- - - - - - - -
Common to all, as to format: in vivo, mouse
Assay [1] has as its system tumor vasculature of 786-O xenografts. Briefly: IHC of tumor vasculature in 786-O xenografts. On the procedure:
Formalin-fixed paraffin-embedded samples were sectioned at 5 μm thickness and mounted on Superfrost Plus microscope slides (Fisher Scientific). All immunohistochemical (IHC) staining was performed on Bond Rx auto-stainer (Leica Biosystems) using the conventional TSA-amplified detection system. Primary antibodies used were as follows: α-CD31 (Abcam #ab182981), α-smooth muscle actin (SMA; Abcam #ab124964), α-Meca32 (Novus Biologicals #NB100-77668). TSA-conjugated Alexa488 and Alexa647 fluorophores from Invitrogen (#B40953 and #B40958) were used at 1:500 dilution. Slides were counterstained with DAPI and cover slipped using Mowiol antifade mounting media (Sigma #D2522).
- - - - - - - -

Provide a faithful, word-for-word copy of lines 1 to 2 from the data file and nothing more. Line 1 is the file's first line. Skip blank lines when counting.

Common to all, as to format: in vivo, mouse
Assay [1] has as its system tumor vasculature of 786-O xenografts. Briefly: IHC of tumor vasculature in 786-O xenografts. On the procedure: